Brian Foley

Broken Numbers



The woman in the car next is singing the same song as me

& the man in the car next is singing the same song, an old want-

not we pack the world with, it puts away nights

& won’t take money. For an answer there has to be a hitch

to stand up to to quiet the vinegar, so long ago

divorced we hardly notice its once blue appeal,

its lot of cheap space giving us tone. In my radio, the roads turn

to reach around in the old way. A hydrant opens, sweeps the sidewalks

but nothing is lost. Friends, I want to take care of you

You Must Not Want To See Everything



Hope is a chemical. A scream ignited in the eye

that can’t be heard sober. To the sad: we sell smoke

to reconcile the angles wrecked in a chest, rescued

from something we would see, the alarm where living is

coming forward. It’s hard to know what to ask for.

In some cases we are expressed in flames. And there is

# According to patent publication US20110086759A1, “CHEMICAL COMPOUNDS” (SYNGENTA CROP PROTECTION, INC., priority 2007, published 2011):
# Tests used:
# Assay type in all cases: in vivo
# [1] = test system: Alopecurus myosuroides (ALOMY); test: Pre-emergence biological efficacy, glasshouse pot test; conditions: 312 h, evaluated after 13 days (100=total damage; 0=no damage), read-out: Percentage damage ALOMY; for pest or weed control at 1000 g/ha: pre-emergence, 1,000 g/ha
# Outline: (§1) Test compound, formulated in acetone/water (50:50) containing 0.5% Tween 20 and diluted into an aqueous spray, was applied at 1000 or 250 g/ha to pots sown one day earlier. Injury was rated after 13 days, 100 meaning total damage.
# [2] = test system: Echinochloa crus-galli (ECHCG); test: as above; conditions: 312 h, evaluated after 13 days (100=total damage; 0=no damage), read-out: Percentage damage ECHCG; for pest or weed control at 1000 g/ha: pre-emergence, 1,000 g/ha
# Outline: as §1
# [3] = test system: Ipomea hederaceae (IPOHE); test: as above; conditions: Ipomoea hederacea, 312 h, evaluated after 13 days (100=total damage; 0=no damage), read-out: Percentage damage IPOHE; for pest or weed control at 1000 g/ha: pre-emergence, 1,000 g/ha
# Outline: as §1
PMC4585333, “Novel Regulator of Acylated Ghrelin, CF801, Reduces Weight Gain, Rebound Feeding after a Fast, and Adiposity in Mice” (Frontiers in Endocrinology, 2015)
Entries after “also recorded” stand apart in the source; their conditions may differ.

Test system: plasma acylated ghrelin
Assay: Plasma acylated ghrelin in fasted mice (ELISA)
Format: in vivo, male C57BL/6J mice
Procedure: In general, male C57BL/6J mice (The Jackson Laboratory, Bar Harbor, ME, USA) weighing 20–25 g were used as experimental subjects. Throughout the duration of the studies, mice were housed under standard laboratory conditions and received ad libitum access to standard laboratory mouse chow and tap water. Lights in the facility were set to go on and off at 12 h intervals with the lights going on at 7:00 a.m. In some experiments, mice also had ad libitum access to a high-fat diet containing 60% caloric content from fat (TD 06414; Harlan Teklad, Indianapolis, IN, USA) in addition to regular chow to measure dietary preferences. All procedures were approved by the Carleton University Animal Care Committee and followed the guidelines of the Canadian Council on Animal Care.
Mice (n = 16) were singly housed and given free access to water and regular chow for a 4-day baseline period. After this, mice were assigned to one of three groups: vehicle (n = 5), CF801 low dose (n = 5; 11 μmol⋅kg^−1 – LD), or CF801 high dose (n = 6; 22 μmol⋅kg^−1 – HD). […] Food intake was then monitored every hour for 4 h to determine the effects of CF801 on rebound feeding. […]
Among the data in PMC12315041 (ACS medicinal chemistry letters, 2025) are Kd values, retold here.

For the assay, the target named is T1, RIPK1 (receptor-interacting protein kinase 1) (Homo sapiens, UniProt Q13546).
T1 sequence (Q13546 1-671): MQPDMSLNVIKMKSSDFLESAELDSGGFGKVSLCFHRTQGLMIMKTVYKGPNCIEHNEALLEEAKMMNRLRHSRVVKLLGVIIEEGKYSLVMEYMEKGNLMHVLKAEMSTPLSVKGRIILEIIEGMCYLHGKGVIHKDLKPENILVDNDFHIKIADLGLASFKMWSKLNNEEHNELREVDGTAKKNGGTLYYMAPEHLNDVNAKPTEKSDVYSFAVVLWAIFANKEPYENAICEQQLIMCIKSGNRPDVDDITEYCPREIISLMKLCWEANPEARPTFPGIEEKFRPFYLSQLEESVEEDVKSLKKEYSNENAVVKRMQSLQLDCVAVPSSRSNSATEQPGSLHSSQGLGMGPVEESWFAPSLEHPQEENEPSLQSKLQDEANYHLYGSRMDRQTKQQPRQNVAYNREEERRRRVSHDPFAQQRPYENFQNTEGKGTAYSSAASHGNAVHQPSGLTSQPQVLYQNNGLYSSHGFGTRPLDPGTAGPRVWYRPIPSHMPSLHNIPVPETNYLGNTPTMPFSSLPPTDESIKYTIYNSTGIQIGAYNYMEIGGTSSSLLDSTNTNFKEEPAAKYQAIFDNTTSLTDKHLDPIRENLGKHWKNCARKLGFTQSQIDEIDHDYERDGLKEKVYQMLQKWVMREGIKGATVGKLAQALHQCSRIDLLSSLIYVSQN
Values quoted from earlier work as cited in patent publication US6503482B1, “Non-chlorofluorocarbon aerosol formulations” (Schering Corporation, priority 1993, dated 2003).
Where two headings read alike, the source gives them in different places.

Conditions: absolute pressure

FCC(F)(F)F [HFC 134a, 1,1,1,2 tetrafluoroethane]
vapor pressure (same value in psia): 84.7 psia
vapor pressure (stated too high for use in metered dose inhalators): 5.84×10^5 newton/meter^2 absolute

no personal face. And there is no muscle interested

in making the one building the fire left ours.

Holding in thirty odd years behind my eye, does it admit

a stink, like torture made in faraway places. Don’t

we become unreadable when we cease to remember

melting surrounds us? Something in me wants to know.

If we believe a sun’s simpling acid mediating the weak

gravity of joy could evaporate years of spit smeared deep

in a face: it is one less light I want to understand.

The more we know what’s in us, the more difficult

to remain calm. We sleep at night because we have to.

Awaiting Description and Embrace



If I’ve become unnecessary

I’ve not been told so to sleep

I won’t go

for brief is this reward my own If I am

dispersed by daylight within

reach of what

my theme has been

passing through

a human center before me

unnoticed to no one I am

like a soul

like a soul

closely pressed to the palm

it came from

baffled by its skill to stay forever



BRIAN FOLEY is the author of The Constitution (Black Ocean, 2014) & TOTEM (Fact-Simile Editions, 2014). His chapbook, Puritan Landfill, is forthcoming with Black Cake Records. Poems have appeared in Boston Review, Verse Daily, The Volta, Denver Quarterly, The Fanzine, Everyday Genius and elsewhere. He lives in Denver and attends the University of Denver Creative Writing PhD Program.